## How do I build my own course?¶

Steps to Build

1. First you should register yourself as a user on this site. When you register you must pick a course. Just use thinkcspy or pythonds, it doesn’t matter as that will change when you build your own.
2. Then go to the instructors page.
3. On this page you will see the links for listing and grading assignments and lots of other things. Right now those won’t show you anything, so move along to the Create a Custom Course link.
4. Fill in the Project Name. This should be a short one word description of your course like luther150a. When your students register for the course this is the name they will have to type in to join your particular course. No Spaces allwed in this name.
5. The description can say a bit more about the course.
6. The big choice is whether to use a ready-made book or to pick and choose sections from the repository of sections. Most people just choose one of the pre-made books.
7. Its probably just fine to leave this at today’s date. If you set it into the future and then do some experimenting with assignments and quizzes today you won’t be able to see your results because you are only shown things that come after the start date.

## Is this site reliable enough to use in class?¶

Yes. All of the important parts of the book are served as static pages. Everything else that happens either uses Javascript right in the browser, or background ajax calls that won’t have any impact on the primary text. We host this on a very reliable service and we monitor our traffic constantly. We use a content distribution network for increased scalability and reliability. In the Spring of 2016 we were serving over 20,000 students a day with almost zero downtime.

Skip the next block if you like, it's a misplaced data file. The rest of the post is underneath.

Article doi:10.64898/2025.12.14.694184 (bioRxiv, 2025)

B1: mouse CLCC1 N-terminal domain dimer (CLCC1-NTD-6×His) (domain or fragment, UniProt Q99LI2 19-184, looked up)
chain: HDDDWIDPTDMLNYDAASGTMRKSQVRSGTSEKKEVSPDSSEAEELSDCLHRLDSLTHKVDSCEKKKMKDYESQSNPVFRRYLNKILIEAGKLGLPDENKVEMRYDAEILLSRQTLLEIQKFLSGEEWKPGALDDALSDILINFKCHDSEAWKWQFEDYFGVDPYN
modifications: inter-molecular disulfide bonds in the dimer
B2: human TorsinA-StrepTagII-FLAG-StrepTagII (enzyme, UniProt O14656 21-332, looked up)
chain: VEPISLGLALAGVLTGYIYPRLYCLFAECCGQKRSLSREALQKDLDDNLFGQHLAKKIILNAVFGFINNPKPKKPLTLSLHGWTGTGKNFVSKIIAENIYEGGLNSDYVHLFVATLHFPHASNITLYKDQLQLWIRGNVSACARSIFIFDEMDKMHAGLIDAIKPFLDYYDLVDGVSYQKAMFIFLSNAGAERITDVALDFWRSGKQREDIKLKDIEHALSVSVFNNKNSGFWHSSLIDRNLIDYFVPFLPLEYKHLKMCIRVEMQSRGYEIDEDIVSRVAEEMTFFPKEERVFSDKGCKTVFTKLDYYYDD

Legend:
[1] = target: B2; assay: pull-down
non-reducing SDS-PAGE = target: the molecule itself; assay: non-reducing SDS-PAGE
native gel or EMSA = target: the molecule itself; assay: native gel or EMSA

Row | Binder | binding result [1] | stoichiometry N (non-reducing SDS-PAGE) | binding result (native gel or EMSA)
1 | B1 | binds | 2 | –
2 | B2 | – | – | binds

## Why did you change domain names?¶

The old domain name, “interactivepython.org” was becoming quite inacurate. Although we started with Python we have a lot of users that are using the AP CS Review book (Java) and my Java for Python programmers book. There is also at least one statistics textbook written in runestone as well. I saw the domain name “runestone.academy” and thought that would be cool.

## I want to reuse my course from last year, what should I do?¶

You can either just change your course start date, see above, or you can rebuild your course. We recommend that you rebuild your course every so often to get the latest bug fixes etc. Here is the link to rebuild your course.